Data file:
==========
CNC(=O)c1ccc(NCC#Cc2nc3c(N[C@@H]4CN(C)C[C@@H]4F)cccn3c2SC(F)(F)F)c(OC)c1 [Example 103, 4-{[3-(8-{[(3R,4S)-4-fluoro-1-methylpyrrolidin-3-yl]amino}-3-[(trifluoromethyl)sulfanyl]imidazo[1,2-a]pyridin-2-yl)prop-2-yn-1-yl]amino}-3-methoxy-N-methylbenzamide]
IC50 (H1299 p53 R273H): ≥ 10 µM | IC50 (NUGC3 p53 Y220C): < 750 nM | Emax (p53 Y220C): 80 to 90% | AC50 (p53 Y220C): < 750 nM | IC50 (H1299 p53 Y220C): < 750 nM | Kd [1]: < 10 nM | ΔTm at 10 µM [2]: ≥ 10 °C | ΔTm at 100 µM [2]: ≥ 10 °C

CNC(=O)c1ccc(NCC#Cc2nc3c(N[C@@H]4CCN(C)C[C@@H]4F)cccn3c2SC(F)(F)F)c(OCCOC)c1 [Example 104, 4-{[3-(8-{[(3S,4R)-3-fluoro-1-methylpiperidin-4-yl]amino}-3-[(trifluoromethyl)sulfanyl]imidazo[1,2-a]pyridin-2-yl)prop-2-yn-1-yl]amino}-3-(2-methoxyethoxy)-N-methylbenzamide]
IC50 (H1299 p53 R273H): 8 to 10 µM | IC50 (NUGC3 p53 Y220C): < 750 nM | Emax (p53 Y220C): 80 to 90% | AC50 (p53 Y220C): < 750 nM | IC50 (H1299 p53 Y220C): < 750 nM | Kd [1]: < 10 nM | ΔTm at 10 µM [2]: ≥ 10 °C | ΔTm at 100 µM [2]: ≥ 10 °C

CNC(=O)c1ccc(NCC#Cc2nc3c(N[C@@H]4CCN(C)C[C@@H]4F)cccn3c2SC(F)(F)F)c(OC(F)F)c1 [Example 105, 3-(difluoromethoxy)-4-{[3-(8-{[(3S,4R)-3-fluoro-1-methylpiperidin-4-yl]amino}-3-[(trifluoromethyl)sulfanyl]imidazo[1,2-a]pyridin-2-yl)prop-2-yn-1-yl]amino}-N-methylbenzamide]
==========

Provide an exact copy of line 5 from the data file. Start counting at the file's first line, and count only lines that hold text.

CNC(=O)c1ccc(NCC#Cc2nc3c(N[C@@H]4CCN(C)C[C@@H]4F)cccn3c2SC(F)(F)F)c(OC(F)F)c1 [Example 105, 3-(difluoromethoxy)-4-{[3-(8-{[(3S,4R)-3-fluoro-1-methylpiperidin-4-yl]amino}-3-[(trifluoromethyl)sulfanyl]imidazo[1,2-a]pyridin-2-yl)prop-2-yn-1-yl]amino}-N-methylbenzamide]